19 March 2013 at 4:05 pm
It is hard to imagine a time in which attention on water governance matters was more warranted than during National Water Week 2013, which runs from 18-24 March 2013. The 2nd Edition National Water Resources Strategy due in 2009 is still under construction; we have no Water Tribunal; and the Department of Water Affairs (DWA) has apparently suspended yet another Director-General. And those are just some of the governance issues.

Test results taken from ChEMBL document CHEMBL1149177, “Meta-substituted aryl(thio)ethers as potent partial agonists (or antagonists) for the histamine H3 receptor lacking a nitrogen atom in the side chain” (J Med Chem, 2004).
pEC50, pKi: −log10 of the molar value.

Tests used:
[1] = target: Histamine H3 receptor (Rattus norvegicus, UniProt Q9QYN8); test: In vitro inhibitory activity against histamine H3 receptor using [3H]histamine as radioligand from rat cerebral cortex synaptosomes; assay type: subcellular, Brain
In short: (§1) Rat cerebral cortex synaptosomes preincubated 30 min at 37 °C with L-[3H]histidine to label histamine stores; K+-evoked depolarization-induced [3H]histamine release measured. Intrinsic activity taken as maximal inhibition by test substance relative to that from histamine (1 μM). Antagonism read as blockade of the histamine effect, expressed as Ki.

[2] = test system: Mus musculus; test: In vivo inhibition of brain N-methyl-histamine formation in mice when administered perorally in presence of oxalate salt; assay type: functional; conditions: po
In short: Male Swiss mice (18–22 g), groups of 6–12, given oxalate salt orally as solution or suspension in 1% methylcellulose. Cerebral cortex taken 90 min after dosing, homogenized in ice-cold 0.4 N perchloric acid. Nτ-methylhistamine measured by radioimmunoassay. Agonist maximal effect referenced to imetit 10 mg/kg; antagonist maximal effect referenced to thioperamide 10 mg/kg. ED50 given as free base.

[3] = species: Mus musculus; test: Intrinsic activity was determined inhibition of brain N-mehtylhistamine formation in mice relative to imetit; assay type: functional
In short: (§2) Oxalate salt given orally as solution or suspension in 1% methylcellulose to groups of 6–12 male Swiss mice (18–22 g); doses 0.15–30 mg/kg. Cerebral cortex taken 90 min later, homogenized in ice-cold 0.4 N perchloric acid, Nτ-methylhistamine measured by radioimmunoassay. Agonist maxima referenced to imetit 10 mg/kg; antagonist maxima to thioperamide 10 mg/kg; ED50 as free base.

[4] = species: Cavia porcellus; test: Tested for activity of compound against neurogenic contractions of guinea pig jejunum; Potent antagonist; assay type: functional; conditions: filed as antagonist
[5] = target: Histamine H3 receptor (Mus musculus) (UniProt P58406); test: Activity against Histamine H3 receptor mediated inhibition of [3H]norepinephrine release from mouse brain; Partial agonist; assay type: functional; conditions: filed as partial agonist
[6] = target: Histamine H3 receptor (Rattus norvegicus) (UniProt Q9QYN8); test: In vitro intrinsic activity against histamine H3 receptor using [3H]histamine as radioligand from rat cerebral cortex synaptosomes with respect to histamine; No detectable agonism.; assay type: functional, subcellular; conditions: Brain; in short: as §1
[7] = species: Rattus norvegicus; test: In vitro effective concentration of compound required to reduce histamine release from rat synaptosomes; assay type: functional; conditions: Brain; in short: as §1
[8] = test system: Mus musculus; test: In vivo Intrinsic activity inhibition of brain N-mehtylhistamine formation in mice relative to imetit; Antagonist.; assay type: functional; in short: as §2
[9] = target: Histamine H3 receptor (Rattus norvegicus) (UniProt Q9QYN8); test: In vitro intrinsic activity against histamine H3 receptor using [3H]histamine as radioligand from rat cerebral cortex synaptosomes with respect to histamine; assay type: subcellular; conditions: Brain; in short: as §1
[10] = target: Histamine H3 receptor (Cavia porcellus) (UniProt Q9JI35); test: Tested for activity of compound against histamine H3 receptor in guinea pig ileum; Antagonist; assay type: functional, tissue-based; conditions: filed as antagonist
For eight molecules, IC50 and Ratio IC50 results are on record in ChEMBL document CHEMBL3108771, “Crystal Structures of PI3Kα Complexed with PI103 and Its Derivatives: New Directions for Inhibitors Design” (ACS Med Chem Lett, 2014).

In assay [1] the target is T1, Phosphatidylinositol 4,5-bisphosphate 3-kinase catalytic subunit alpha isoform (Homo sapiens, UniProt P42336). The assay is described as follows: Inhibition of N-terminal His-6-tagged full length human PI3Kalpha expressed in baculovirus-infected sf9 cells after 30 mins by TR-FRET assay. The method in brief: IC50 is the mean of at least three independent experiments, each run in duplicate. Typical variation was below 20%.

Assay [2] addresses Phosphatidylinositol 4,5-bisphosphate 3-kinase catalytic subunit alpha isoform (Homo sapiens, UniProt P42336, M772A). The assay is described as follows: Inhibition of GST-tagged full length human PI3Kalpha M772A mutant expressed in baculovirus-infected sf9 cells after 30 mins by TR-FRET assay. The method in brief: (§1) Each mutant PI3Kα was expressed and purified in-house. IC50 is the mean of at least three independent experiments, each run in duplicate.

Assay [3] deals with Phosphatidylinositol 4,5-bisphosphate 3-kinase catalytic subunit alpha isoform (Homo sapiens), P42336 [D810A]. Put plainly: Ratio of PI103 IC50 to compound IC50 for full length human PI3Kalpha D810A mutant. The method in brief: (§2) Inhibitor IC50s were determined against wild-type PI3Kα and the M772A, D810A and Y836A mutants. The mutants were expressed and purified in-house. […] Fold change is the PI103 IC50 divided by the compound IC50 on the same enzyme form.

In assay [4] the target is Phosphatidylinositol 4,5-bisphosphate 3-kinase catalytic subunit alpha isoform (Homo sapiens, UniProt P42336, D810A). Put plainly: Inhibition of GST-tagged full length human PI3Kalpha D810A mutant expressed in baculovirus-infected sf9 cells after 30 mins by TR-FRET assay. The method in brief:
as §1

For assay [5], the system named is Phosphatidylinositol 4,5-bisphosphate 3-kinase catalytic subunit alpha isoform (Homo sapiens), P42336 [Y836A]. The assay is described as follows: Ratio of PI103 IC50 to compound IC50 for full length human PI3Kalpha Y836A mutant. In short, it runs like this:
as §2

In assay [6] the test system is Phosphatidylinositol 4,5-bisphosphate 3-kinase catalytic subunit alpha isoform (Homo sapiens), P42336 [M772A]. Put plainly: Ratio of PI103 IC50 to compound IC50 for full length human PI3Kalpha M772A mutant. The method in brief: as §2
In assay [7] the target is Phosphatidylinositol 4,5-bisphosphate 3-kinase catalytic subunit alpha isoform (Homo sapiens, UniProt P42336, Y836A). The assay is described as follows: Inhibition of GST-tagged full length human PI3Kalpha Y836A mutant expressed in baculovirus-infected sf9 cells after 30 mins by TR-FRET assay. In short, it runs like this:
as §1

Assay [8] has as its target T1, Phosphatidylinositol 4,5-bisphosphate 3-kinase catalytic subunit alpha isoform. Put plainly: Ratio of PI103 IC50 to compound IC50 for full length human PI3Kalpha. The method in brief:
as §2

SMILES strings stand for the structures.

In March 2012, the Centre for Environmental Rights published a report entitled Stop Treading Water: What civil society can do to get water governance back on track. A key recommendation from that report was the promotion of institutional stability within the DWA. Stop Treading Water spoke about addressing stability of senior management within the DWA, including finalisation of disciplinary action against various senior officials and expediting permanent appointments of senior managers in the DWA. The DWA was without a permanently appointed Director-General for almost 30 months when Maxwell Sirenya was appointed in February 2012; barely a year later, he has apparently also left the DWA “due to a dispute” with the DWA. For a large department with such an enormous task, and already facing dramatic institutional change through, inter alia, the roll-out of catchment management agencies, this ongoing turnover at top level sends the worst message to staff and senior management, not to mention to prospective candidates for senior positions at the DWA.